By Kat Bein
By Shea Serrano
By S. Pajot
By Terrence McCoy
By Falyn Freyman
By Shea Serrano
By Jacob Katel
By Michael E. Miller
In light of all that, it's hard to think of a project less eagerly anticipated in 1997 than a collaboration between the two Wilson sisters -- what, we have to listen to them and we don't even get to see Chynna in the videos? But this album is being billed as much more: a full-blown family reunion, with dysfunctional dad Brian Wilson lending his long-absent genius to the proceedings. Unfortunately, as with so many Beach Boys albums of the past 25 years (remember the "Brian's Back" campaign for 15 Big Ones?), the publicity effort shows much more creativity than the music. Brian lends his vocals to only four tracks, sounding stronger than he has in ages but not quite fitting inside his daughters' cramped dollhouse. He contributed to the writing of only three songs, and one of them, the eternally gorgeous "'Til I Die," is three decades old.
Nonetheless, the album begins on a promising note. The punchy "Monday Without You" (co-written by Carole King) rides a chiming twelve-string into a catchy chorus that's slick without setting off any Muzak detectors. For a moment you think maybe the Wilsons have elevated their California pop to the formulaic-but-pleasing level of late-period Bangles. No such luck.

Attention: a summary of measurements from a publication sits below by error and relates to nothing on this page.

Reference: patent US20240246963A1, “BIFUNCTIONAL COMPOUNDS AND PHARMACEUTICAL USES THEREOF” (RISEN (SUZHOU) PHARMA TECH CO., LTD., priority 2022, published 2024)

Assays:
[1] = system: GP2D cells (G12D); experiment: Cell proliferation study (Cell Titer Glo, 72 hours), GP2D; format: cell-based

Wendy and Carnie are decent singers, and their obvious sibling love is endearing, but whenever their voices blend, you feel like you're trapped in commercial-jingle land and someone's trying to buy the world a Coke. At his mid-Sixties peak, their dad could take similar block-harmony arrangements and make your heart skip a beat. But as any Spin¬al Tap aficionado knows, there's a fine line between cleverness and stupidity.
It's an eerie coincidence that in this, the post-Diana era, a paparazzo plays a pivotal (but nonspeaking) part in Michael Daugherty's hip new opera. (His menace is conveyed not with words but with tap-dancing.) And it's even eerier that this CD's inlay card features a vintage photograph of about a dozen paparazzi armed with huge flashbulbs and anxious expressions.
There's no doubt about it -- this is the right time for Jackie O, the most delicious new stage work I've heard in years. Daugherty's opera (the literate libretto is by Wayne "The Queen's Throat" Koestenbaum) is peopled by the likes of Liz Taylor, Andy Warhol, Maria Callas, and Princess Grace, plus "la belle Jackie." The year is 1968 and the opening scene is a Warhol "happening." Jackie, five years a widow, comes out of seclusion, is painted by Warhol, and is wooed by Onassis, who takes her to see the Swedish soft-porn classic I Am Curious (Yellow). Jackie and Maria are rivals, but, just like in Bellini's opera Norma (an earlier triumph for Callas), they are reconciled, and Maria agrees to smash the paparazzo's intrusive camera. Jackie telephones Jack on "the other side" and finds a kind of closure. The opera ends with a deliberately cheesy folksong as Jackie decides to return to an America also in need of healing. "Ask not what your country can do for you ..." Waiter, another Scotch!
Shallow on the outside (what did you expect?) and deep in the middle, Jackie O could be a hit on Broadway. If so, one hopes it would be a looser rendition than the Houston Grand Opera production recorded here. (Patti Lupone would make a great Callas.) Still, Eric Owens is wonderful as Onassis -- he's smarmy self-love personified. And as the Great Woman herself, Nicole Heaston shows strength as well as tragedy. Jackie O actually gives postmodernism a good name. Vulgarity can still be fun.